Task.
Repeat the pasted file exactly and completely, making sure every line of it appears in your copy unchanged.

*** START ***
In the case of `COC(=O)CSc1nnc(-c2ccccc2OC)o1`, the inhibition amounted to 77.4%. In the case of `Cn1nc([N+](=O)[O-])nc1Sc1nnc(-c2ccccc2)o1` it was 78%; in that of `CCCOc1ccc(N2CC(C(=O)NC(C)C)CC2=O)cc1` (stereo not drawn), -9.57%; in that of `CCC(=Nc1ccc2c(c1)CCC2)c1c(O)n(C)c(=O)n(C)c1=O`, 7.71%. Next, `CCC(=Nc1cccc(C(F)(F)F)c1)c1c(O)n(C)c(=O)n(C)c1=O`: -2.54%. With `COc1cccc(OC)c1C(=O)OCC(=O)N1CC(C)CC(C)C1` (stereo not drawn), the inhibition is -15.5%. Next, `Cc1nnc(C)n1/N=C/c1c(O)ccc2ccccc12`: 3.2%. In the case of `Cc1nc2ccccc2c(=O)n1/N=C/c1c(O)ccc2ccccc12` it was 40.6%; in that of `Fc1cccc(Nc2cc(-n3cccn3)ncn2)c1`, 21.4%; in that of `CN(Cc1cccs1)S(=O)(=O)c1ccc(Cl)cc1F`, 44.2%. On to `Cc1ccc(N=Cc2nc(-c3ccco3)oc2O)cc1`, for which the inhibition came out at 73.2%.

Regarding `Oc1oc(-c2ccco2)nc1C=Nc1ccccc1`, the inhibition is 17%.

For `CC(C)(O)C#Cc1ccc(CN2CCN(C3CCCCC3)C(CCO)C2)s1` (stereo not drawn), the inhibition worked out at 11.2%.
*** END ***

In the case of `COC(=O)CSc1nnc(-c2ccccc2OC)o1`, the inhibition amounted to 77.4%. In the case of `Cn1nc([N+](=O)[O-])nc1Sc1nnc(-c2ccccc2)o1` it was 78%; in that of `CCCOc1ccc(N2CC(C(=O)NC(C)C)CC2=O)cc1` (stereo not drawn), -9.57%; in that of `CCC(=Nc1ccc2c(c1)CCC2)c1c(O)n(C)c(=O)n(C)c1=O`, 7.71%. Next, `CCC(=Nc1cccc(C(F)(F)F)c1)c1c(O)n(C)c(=O)n(C)c1=O`: -2.54%. With `COc1cccc(OC)c1C(=O)OCC(=O)N1CC(C)CC(C)C1` (stereo not drawn), the inhibition is -15.5%. Next, `Cc1nnc(C)n1/N=C/c1c(O)ccc2ccccc12`: 3.2%. In the case of `Cc1nc2ccccc2c(=O)n1/N=C/c1c(O)ccc2ccccc12` it was 40.6%; in that of `Fc1cccc(Nc2cc(-n3cccn3)ncn2)c1`, 21.4%; in that of `CN(Cc1cccs1)S(=O)(=O)c1ccc(Cl)cc1F`, 44.2%. On to `Cc1ccc(N=Cc2nc(-c3ccco3)oc2O)cc1`, for which the inhibition came out at 73.2%.

Regarding `Oc1oc(-c2ccco2)nc1C=Nc1ccccc1`, the inhibition is 17%.

For `CC(C)(O)C#Cc1ccc(CN2CCN(C3CCCCC3)C(CCO)C2)s1` (stereo not drawn), the inhibition worked out at 11.2%.